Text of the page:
Scottish oil and gas firm Cairn Energy is ready to reap the rewards from an unexplored area with “transformational exploration potential”, chief executive Sir Bill Gammell said yesterday.
Edinburgh-based Cairn has begun seismic testing in the seas around Greenland, which are seen by US scientists as having potentially world-class prospects.
A recent US Geological Survey report said the area may constitute the geographically largest unexplored prospective area for petroleum remaining on Earth.
Cairn aims to increase its acreage offshore Greenland, where Arctic waters are believed to offer a potential reserve of about 50billion barrels of oil equivalent (boe).
Interpreted results from the seismic programme, being carried out by Cairn’s exploration-led Capricorn subsidiary, are expected to emerge in the first half of next year.
Sir Bill likened the area’s potential to the North Sea back in the 1960s, adding: “The more we look at Greenland, the more we like what we see and we will continue to develop that opportunity.”
Cairn, which unveiled a swing to first-half operating profits from losses 12 months earlier, also said its 65%-owned Cairn India subsidiary was on track to deliver crude oil from Rajasthan during the second half of next year.
The FTSE 100-listed group added: “We continue to schedule delivery of first oil from the Mangala field in H2 2009, followed by oil from Bhagyam and Aishwariya in 2010.”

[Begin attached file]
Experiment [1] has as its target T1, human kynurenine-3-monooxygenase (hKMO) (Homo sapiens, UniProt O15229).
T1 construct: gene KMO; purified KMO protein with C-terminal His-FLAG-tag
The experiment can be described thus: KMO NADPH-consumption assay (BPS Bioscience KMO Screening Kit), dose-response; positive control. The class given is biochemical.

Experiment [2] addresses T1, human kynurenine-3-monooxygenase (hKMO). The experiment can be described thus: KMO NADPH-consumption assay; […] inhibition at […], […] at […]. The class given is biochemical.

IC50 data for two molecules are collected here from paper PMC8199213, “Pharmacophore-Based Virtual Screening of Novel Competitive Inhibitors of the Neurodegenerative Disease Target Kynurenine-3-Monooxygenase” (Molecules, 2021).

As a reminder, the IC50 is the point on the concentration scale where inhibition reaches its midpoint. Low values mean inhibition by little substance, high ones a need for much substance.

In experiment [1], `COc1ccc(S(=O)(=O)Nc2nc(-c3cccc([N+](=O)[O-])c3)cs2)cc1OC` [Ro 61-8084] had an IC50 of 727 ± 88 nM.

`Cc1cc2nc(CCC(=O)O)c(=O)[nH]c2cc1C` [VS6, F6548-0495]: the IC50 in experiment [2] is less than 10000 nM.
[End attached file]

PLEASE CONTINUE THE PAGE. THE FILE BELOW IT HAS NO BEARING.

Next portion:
Exploration by Cairn India in the coming months will involve about six wells and several seismic acquisition programmes, all aimed at securing future growth.
Operating profits at Cairn Energy for the first half of 2008 came to £24million, boosted by high oil prices, compared with losses of £9.9million previously.
At pre-tax level, and before stripping out the impact of one-off items relating to last year’s initial public offering of Cairn India plus the more recent sale of 4% of the venture, profits fell to £221.3million from £831.6million last year.
Daily output for the first half of this year totalled 13,886boe – down from 22,486boe a year earlier – as operated fields reached or approached maturity and the group moved closer to first oil from Rajasthan.
Sir Bill said the key factors to Cairn’s future success were a strong balance sheet, operating flexibility and good growth potential.